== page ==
The Hermiston School District held its first budget meeting Monday and discussed some proposed changes, but no layoffs or loss of instructional hours despite a likely reduction in state funding.

Superintendent Fred Maiocco presented the budget message to the board and budget committee, which includes seven community members.

Some of the highlights he mentioned for the next year’s budget included keeping current staffing levels, continuing to provide professional development and training, and providing additional support for students that need more help. The district will maintain the full school calendar, without taking away any instructional days.

“These are difficult times for public schools,” Maiocco said. “But we have done our best.”

The district’s balanced budget proposal totals $164,478,089 for the 2017-2018 school year. That number is an $82.9 million increase over the past year. The most significant change to the budget is the allotment of $72 million for potential bond expenditures, if the bond measure passes on May 16.

The general fund, budgeted at $61.5 million, an increase of nine percent over the past year.

“It’s easier to take it away (if the bond doesn’t pass) than to not have it, so we’ve included it for now,” Maiocco said.

Maiocco acknowledged that it will be a difficult budget year, with a statewide schools deficit of $1.6 billion. Challenges, he said, will include attracting and retaining qualified staff, more crowded classrooms, an increase in PERS costs and reductions to federal grant funding.

Director of Business Services Katie Saul went over the district’s various funding sources, and noted some that will not arrive this year.

Among the funds that will be discontinued are the Farm to School Grant, which was used to fund farm-fresh produce at the schools, as well as the College and Career Readiness fund, which was designated to help with visits to local colleges and universities. Other things that were discontinued were the Alternative Education Innovative Learning Center (ILC), which was absorbed into Hermiston High School earlier this school year.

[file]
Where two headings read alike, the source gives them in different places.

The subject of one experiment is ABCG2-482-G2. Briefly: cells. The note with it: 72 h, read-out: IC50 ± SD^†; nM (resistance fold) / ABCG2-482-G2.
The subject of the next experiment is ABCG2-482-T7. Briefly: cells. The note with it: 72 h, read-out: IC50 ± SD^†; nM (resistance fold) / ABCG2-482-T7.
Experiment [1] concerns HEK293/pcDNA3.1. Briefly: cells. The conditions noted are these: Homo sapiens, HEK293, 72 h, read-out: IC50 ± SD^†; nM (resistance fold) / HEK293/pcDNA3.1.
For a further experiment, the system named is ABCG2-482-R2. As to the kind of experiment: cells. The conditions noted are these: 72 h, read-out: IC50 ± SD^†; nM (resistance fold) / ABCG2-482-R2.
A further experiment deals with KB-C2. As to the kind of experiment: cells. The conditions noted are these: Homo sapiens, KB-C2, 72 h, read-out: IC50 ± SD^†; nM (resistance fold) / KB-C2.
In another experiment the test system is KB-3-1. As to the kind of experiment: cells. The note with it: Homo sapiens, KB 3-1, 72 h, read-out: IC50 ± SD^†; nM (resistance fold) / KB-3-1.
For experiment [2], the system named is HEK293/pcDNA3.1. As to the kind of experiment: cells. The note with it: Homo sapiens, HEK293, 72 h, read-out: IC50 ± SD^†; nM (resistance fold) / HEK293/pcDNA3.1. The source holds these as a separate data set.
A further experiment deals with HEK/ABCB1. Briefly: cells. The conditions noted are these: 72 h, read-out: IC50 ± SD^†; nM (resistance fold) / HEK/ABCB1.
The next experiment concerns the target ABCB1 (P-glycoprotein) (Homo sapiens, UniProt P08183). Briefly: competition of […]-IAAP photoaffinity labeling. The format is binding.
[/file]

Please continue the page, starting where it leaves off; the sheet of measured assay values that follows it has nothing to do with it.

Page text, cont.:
Saul also noted some new funds that were added to next year’s budget.

Measure 98, which allots $800 for each high schooler in the state, will be included in the budget, although Saul said the district does not know if it will receive the full amount for each student due to the statewide budget shortfall.

Saul also went over the district’s expected revenue and expenditures. The bulk of the school’s revenue is made up of the state school fund and property taxes.

Some of the district’s budgeted expenditures will include the food service fund, which receives both federal and state money, and the textbook reserve fund. The district will also budget for a planning principal and secretary for a new school on Theater Lane.

In the event that the bond passes, the district will hire staff to oversee the construction and begin planning operations for that school.

There will be another budget committee meeting on Monday, May 15. A public budget hearing will be held Monday, June 12, after which the school board may adopt the budget.

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